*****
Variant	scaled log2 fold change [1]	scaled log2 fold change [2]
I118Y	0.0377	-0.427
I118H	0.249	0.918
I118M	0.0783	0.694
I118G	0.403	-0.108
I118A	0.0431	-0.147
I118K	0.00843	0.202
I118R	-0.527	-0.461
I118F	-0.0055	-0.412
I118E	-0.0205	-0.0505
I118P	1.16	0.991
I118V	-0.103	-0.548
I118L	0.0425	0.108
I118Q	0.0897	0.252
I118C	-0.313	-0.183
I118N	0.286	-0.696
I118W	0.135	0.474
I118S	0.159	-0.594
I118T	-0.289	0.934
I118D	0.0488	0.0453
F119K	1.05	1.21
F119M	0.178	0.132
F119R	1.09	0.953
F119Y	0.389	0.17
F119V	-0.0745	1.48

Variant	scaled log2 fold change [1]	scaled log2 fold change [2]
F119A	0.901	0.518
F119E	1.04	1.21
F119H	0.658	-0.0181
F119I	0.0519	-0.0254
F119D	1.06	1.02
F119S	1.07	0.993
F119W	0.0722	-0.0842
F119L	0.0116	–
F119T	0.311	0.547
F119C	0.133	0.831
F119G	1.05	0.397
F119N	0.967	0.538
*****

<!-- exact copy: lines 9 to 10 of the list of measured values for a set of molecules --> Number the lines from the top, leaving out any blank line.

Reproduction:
I118F	-0.0055	-0.412
I118E	-0.0205	-0.0505